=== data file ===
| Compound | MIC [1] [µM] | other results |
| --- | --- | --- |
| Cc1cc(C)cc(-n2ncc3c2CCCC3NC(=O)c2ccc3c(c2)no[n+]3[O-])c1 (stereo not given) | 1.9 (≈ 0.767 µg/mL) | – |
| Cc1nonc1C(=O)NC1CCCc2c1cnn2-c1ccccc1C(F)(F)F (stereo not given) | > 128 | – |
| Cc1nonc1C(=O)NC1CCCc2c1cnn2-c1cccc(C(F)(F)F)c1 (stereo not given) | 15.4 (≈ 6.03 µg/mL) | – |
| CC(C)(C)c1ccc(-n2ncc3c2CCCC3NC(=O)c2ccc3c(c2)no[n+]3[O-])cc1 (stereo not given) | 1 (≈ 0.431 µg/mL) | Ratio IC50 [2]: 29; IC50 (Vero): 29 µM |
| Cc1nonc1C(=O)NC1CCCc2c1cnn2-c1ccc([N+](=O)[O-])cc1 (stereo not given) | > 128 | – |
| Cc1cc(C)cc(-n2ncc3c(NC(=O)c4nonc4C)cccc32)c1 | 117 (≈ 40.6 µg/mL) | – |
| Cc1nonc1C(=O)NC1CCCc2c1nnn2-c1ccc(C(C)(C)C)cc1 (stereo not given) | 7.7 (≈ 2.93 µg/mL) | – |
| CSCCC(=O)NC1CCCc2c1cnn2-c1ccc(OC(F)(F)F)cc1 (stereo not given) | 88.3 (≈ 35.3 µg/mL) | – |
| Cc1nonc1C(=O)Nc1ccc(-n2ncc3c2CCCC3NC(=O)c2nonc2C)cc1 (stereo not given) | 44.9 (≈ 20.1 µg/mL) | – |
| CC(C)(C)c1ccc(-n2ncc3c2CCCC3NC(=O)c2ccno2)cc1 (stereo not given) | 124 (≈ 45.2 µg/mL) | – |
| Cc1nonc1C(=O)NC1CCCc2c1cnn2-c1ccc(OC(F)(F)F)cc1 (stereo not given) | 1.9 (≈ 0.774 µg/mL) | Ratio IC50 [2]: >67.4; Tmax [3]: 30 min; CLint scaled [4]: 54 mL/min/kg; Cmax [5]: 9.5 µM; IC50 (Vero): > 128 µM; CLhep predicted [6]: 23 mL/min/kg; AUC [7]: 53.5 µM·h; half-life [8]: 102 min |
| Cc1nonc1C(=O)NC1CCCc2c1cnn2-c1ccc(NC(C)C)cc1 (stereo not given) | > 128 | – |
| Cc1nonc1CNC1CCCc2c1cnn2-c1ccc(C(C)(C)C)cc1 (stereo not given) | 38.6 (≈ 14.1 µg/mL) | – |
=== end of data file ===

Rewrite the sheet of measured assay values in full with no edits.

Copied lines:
| Compound | MIC [1] [µM] | other results |
| --- | --- | --- |
| Cc1cc(C)cc(-n2ncc3c2CCCC3NC(=O)c2ccc3c(c2)no[n+]3[O-])c1 (stereo not given) | 1.9 (≈ 0.767 µg/mL) | – |
| Cc1nonc1C(=O)NC1CCCc2c1cnn2-c1ccccc1C(F)(F)F (stereo not given) | > 128 | – |
| Cc1nonc1C(=O)NC1CCCc2c1cnn2-c1cccc(C(F)(F)F)c1 (stereo not given) | 15.4 (≈ 6.03 µg/mL) | – |
| CC(C)(C)c1ccc(-n2ncc3c2CCCC3NC(=O)c2ccc3c(c2)no[n+]3[O-])cc1 (stereo not given) | 1 (≈ 0.431 µg/mL) | Ratio IC50 [2]: 29; IC50 (Vero): 29 µM |
| Cc1nonc1C(=O)NC1CCCc2c1cnn2-c1ccc([N+](=O)[O-])cc1 (stereo not given) | > 128 | – |
| Cc1cc(C)cc(-n2ncc3c(NC(=O)c4nonc4C)cccc32)c1 | 117 (≈ 40.6 µg/mL) | – |
| Cc1nonc1C(=O)NC1CCCc2c1nnn2-c1ccc(C(C)(C)C)cc1 (stereo not given) | 7.7 (≈ 2.93 µg/mL) | – |
| CSCCC(=O)NC1CCCc2c1cnn2-c1ccc(OC(F)(F)F)cc1 (stereo not given) | 88.3 (≈ 35.3 µg/mL) | – |
| Cc1nonc1C(=O)Nc1ccc(-n2ncc3c2CCCC3NC(=O)c2nonc2C)cc1 (stereo not given) | 44.9 (≈ 20.1 µg/mL) | – |
| CC(C)(C)c1ccc(-n2ncc3c2CCCC3NC(=O)c2ccno2)cc1 (stereo not given) | 124 (≈ 45.2 µg/mL) | – |
| Cc1nonc1C(=O)NC1CCCc2c1cnn2-c1ccc(OC(F)(F)F)cc1 (stereo not given) | 1.9 (≈ 0.774 µg/mL) | Ratio IC50 [2]: >67.4; Tmax [3]: 30 min; CLint scaled [4]: 54 mL/min/kg; Cmax [5]: 9.5 µM; IC50 (Vero): > 128 µM; CLhep predicted [6]: 23 mL/min/kg; AUC [7]: 53.5 µM·h; half-life [8]: 102 min |
| Cc1nonc1C(=O)NC1CCCc2c1cnn2-c1ccc(NC(C)C)cc1 (stereo not given) | > 128 | – |
| Cc1nonc1CNC1CCCc2c1cnn2-c1ccc(C(C)(C)C)cc1 (stereo not given) | 38.6 (≈ 14.1 µg/mL) | – |